Improving the IC’s Leveraging of the Full S&T Ecosystem

From the National Academies: “The U.S. Intelligence Community (IC) depends on knowledge of cutting edge science and technology (S&T) to inform intelligence missions and compete with its adversaries. At the request of the Office of the Director of National Intelligence, the National Academies established a committee to explore ways in which the intelligence community might best leverage the S&T ecosystem.”

“Please join us for a webinar on our new report, Improving the Intelligence Community’s Leveraging of the Full Science and Technology Ecosystem, on Wednesday, December 14 at 11 am ET. During the webinar, members of the committee will present the report’s key findings and discuss how the IC can better leverage S&T knowledge that exists across the broader government, domestic, and global environments.” Register here.

Call for Nominations: Future of the Nation’s Laboratory Systems for Health Emergency Response: A Workshop

“A planning committee of the National Academies of Sciences, Engineering, and Medicine will organize and convene a two-day public workshop. During this workshop, invited participants from government, non-governmental organizations, and private sector organizations will explore the United States’ laboratory and testing responses to past, present, and potential health emergencies (e.g., COVID-19; monkey pox; chemical, radiological or nuclear threats), and will discuss the future of laboratory capabilities, capacities, and coordination for health emergencies response across public and private entities nationally. This workshop will focus on operational aspects of laboratory response, rather than technology development, including topics such as collaboration, coordination, information sharing, workforce, capacities and capabilities, and access.” Learn more and submit nominations here.

Violent Non-State Actor Chemical, Biological Radiological, and Nuclear (CBRN) Data Portal Goes Live

The National Consortium for the Study of Terrorism and Responses to Terrorism (START) Unconventional Weapons & Technology Division has launched its new Violent Non-State Actor Chemical, Biological Radiological, and Nuclear (CBRN) Data Portal. START explains that, “In order to provide a basis for rigorous empirical analysis of the CBRN terrorism phenomenon, UWT developed three databases: Profiles Of Incidents involving CBRN and Non-state actors (POICN); Chemical And Biological Non-State Adversaries Database (CABNSAD); and Radiological And Nuclear Non-State Actor Database (RANNSAD). These databases represent the largest open source publicly available databases on ideologically motivated CBRN events and individuals who pursue and/or use CBRN weapons.”

NCSC Safeguarding Science Toolkit

The National Counterintelligence and Security Center and its partners recently announced “a unique collaboration between elements of the U.S. intelligence and scientific communities to help the U.S. research enterprise mitigate the broad spectrum of risk it faces from nation-state, criminal, and other threat actors…The Safeguarding Science online toolkit is designed for individuals and organizations in the U.S. scientific, academic, and emerging technology sectors who are seeking to develop their own programs to protect research, technology, and personnel from theft, abuse, misuse, or exploitation.”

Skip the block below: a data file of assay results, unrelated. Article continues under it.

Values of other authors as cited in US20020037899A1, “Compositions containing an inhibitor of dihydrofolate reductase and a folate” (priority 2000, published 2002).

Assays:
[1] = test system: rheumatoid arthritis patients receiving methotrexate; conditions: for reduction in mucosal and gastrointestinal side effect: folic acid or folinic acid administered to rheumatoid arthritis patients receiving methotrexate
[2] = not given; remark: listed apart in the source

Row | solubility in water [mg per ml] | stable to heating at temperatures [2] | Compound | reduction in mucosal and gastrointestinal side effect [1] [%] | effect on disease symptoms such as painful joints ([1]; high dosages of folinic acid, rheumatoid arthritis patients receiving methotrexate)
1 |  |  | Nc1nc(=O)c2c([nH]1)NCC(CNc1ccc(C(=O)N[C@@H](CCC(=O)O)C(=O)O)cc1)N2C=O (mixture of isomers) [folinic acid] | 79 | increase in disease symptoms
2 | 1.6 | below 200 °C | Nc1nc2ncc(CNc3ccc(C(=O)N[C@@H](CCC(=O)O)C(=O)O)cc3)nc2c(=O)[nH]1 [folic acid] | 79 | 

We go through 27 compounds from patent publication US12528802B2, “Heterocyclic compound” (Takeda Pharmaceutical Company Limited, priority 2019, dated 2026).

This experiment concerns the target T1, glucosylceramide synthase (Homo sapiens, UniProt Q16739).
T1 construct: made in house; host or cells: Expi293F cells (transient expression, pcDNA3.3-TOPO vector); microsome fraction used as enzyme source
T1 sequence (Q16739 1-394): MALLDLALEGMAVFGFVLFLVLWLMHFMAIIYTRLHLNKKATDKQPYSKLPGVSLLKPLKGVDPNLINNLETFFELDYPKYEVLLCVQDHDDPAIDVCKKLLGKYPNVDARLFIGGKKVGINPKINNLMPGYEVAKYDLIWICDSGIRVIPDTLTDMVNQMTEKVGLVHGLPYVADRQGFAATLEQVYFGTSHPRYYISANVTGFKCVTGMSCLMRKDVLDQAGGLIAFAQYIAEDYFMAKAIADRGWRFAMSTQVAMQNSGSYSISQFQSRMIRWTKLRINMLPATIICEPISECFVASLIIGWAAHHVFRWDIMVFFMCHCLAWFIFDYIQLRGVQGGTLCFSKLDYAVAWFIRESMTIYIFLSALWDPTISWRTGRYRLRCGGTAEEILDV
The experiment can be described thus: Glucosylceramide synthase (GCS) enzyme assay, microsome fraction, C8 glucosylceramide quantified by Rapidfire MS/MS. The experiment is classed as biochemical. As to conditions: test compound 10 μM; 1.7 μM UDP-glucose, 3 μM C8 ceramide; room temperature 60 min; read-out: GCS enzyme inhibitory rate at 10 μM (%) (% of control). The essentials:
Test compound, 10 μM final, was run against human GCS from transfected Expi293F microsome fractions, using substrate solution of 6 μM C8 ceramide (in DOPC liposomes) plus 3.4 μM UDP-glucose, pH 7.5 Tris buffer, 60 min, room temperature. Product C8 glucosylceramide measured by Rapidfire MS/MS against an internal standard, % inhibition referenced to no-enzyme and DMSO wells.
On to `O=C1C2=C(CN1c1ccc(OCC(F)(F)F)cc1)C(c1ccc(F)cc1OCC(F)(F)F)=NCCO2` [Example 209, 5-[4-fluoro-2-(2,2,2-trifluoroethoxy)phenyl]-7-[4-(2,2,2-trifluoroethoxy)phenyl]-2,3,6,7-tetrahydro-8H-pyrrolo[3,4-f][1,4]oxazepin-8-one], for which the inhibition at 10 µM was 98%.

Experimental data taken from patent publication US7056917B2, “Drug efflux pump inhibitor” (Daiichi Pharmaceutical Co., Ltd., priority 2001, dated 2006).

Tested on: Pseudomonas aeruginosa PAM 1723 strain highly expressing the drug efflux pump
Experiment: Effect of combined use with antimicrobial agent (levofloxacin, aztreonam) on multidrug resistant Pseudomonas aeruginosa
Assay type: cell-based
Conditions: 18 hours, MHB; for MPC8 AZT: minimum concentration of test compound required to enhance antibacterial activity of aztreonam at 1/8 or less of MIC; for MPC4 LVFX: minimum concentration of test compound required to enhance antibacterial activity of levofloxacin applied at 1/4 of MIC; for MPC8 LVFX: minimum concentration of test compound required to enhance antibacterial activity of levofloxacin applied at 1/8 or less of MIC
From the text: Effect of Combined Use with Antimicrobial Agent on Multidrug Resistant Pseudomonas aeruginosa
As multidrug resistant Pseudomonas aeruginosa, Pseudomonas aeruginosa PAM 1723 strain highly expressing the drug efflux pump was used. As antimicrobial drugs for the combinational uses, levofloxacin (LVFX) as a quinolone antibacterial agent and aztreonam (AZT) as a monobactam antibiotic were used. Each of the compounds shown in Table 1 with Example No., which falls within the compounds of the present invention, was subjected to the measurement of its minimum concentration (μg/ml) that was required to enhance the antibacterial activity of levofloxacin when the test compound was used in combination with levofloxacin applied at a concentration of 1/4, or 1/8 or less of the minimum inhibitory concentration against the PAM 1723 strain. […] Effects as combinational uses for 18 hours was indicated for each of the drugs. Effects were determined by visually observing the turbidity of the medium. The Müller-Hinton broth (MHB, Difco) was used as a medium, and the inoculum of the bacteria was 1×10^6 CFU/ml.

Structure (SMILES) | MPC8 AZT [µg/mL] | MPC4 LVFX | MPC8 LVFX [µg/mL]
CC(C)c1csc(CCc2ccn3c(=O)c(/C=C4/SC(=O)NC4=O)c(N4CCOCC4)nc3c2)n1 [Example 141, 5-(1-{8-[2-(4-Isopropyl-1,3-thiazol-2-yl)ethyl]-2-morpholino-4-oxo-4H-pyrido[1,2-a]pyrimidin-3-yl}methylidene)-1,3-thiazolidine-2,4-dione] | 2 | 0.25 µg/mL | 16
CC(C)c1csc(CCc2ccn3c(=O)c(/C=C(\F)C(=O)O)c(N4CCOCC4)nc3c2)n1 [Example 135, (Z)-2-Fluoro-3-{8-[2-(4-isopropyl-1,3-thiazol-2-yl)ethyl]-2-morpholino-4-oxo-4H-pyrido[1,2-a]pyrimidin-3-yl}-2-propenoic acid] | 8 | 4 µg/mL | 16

“The Safeguarding Science toolkit was designed with the scientific community for the scientific community. It provides research stakeholders with a single location to access security best practices from across government and academia and to select those tools tailored for their individual needs. NCSC and its partners seek to promote a robust and resilient U.S. research ecosystem that emphasizes integrity, collaboration, openness, and security, all of which facilitate innovation.”

The Pandora Report Wants to Hear from Biodefense Program Alumni!

Calling all graduates of the Biodefense Program-do you have any news to share from this year? We want to hear from you! The Pandora Report will be creating a year-in-review for our late December issue, and we want to include updates from current students and alumni alike. It can be anything from promotions, publications, new jobs, etc. that you would like to share. Share your updates with us at biodefense@gmu.edu before December 23 to be featured in the year-in-review and anytime you want to stay in touch.

Weekly Trivia Question

You read the Pandora Report every week and now it’s time for you to show off what you know! The first person to send the correct answer to biodefense@gmu.edu will get a shout out in the following issue (first name last initial). For this week: In 1979, there was a suspicious outbreak of anthrax that killed over 60 people in a town located near a military research complex. For years, authorities blamed this outbreak on consumption of contaminated meat, though it was actually the result of an accidental release of Bacillus anthracis. What town did this happen in? (City Name, Country)

Shout out to Georgios P. for winning last week’s trivia! The correct answer to “Which country most recently became a State Party to the Biological Weapons Convention?” is Namibia.

Pandora Report: 12.2.2022

What a week it has been! This time we cover the first week of the Biological Weapons Convention Review Conference, China’s Zero COVID protests, and more. We also have a number of new publications and a new video from INTERPOL about weaponizable chemicals. Make sure to read to the end too for a fun new way to engage with the Pandora Report!

The Biological Weapons Convention Review Conference Gets Underway